Nominal Interest rate is the interest rate before taking inflation into consideration.

  1. It is also referred to as the ‘Stated’ interest rate as it is generally quoted in  loan and deposit agreements.
  2. This interest rate does not take into account the compounding periods.
  3. General notation : $i^{(m)}$

Expected Real Interest rate = Nominal Interest rate – Estimated Inflation rate

Realized Real Interest rate = Nominal Interest rate – Actual Inflation rate

$i_{real} = \frac{ i_{nominal} -\pi}{1+\pi}$

Effective Interest rate is the interest rate that takes into account the compounding periods. General notation: $  i $

$\left[1+\frac{i^{(m)}}{m}\right ]^{m} = i $


Interpreting nominal and effective interest rates:

1. When compounding period is NOT given, given interest rate is the Effective interest rate and compounding period assumed to be equal to the given time period

  1. i=12% per year  => Effective interest rate is 12% per year compounded annually
  2. i=2% per month =>Effective interest rate is 2% per month compounded monthly
  3. i=3% per quarter => Effective interest rate is 3% per quarter compounded quarterly

2.When compounding period is given, given interest rate is the Nominal interest rate and compounding period is the given time period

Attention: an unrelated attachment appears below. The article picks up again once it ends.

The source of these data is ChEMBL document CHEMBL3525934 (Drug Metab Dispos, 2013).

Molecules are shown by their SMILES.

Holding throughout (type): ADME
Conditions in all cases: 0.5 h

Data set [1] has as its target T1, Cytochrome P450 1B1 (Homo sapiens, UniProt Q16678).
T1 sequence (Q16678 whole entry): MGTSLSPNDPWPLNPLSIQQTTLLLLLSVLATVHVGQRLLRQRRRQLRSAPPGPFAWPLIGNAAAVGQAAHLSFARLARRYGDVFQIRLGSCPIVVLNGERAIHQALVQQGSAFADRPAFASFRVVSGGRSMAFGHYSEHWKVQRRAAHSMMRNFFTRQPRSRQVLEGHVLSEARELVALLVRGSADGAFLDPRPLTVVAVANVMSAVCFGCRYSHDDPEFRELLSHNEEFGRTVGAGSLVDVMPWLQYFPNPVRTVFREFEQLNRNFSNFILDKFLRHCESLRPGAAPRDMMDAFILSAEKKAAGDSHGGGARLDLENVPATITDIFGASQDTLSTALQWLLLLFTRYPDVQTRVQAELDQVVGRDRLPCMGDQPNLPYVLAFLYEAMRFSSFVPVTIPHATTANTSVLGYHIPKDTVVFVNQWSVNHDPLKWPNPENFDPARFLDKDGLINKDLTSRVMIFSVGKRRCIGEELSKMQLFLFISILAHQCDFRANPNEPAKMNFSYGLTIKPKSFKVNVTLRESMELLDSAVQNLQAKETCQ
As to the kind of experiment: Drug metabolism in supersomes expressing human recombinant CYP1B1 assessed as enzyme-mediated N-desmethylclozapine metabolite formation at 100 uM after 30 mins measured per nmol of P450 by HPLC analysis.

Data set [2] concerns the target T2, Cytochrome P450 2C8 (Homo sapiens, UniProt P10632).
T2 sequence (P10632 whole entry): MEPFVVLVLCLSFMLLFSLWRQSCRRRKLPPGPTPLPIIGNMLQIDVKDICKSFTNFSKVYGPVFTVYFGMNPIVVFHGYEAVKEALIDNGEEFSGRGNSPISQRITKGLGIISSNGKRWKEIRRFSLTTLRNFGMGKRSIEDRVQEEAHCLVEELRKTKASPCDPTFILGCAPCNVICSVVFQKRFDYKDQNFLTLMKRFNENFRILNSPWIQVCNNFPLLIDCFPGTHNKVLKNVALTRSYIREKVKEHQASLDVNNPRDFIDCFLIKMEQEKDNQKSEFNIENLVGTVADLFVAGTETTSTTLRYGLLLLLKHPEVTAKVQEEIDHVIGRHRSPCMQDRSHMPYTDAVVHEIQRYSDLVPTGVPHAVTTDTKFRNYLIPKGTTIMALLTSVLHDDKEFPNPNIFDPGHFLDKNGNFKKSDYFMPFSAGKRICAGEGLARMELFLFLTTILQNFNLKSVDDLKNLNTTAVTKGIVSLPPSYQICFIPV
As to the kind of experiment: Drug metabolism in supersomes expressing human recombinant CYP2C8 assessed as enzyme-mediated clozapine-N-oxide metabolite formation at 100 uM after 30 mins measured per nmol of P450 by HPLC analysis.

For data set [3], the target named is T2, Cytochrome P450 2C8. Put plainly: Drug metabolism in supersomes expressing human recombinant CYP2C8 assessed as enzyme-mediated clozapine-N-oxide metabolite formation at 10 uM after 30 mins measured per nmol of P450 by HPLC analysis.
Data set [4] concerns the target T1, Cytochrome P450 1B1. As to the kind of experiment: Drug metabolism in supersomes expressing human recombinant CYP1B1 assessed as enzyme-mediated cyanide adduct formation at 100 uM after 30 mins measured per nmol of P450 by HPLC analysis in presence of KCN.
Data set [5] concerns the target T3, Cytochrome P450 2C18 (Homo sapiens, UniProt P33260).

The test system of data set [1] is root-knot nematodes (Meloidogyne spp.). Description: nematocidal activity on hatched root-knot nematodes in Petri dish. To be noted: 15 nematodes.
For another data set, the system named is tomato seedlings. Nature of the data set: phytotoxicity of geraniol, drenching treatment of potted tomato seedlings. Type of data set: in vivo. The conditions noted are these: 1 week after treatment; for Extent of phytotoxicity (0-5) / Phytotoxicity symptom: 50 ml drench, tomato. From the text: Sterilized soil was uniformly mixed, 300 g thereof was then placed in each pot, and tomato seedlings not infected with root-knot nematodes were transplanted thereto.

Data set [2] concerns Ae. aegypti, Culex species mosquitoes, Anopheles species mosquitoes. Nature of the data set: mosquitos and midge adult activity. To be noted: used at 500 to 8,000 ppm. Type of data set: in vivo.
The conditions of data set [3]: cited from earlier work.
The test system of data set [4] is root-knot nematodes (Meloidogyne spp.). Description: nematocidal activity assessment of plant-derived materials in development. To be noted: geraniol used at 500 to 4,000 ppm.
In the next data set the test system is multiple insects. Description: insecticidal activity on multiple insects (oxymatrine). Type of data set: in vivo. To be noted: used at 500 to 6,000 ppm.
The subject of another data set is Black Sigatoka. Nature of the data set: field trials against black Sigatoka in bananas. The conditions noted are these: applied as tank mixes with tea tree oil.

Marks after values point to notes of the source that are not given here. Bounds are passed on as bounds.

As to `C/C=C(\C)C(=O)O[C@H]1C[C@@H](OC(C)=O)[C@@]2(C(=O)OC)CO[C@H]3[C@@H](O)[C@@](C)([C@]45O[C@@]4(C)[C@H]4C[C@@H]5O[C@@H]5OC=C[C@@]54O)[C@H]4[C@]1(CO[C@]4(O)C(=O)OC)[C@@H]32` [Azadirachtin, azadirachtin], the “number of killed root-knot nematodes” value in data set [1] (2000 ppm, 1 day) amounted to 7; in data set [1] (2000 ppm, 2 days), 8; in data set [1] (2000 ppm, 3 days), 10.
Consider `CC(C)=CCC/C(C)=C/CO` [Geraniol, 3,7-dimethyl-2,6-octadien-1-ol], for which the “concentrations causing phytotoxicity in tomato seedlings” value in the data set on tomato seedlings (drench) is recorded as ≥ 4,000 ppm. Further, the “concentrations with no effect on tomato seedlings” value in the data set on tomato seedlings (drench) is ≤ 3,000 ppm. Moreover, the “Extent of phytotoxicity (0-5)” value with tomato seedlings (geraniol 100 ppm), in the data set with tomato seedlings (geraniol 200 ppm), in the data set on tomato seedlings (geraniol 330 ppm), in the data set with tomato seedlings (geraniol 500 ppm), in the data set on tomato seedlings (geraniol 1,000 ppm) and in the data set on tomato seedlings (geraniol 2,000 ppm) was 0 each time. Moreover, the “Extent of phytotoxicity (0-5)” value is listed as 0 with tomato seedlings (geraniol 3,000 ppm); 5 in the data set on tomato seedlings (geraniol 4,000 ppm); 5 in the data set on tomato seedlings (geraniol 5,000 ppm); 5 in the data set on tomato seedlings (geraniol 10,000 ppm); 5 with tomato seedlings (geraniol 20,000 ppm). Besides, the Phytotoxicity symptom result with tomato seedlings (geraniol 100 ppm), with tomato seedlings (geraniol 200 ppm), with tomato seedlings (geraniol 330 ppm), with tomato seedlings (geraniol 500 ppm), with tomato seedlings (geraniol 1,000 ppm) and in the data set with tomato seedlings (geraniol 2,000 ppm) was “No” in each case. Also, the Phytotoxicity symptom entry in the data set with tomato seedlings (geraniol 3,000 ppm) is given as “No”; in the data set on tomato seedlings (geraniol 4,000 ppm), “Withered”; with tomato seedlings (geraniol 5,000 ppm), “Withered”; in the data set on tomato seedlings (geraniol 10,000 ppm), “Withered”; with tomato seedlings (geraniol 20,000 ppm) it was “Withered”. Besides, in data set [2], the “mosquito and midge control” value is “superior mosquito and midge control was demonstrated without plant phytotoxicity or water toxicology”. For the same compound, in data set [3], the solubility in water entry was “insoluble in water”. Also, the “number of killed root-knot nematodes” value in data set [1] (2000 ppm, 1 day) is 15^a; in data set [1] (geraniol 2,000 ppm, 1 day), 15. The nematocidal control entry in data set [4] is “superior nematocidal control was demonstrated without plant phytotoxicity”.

1. i=12% per year  compounded semiannually => Nominal interest rate is 12% per year compounded semiannually
  2. i=2% per month compounded monthly=>Nominal interest rate is 2% per month compounded monthly
  3. i=3% per quarter compounded semiannually=> Nominal interest rate is 3% per quarter compounded semiannually

3. In general, Nominal rates are lesser than the Effective rates.

  1. When lending agencies charge interest, they generally advertise the nominal rates which does not truly reflect the actual interest the borrower owes the agency after the full year of compounding.
  2. When lending agencies pay interest (savings acct etc.), they generally advertise the effective rate which is higher than the  nominal rate.

 

Annual Percentage Rate [APR]

Annual rate of interest that does not take into account the compounding of interest for that year.

APR = Periodic rate x No. of periods in a year.

Interest charged = 1% per month => APR = 1% x 12 = 12%

Annual Percentage Yield [APY]

Annual rate of interest that takes into account the compounding of interest for that year.

APR = [(1+ Periodic rate)^# of periods ] – 1

Interest charged = 1% per month => APY = 1.01^12 – 1 = 12.68%


Nominal interest rate of 10% convertible semiannually  =>  $i^{(2)} = 0.1$   $m = 2$   and   $\frac{0.1}{2}$  is paid every 6 months

 

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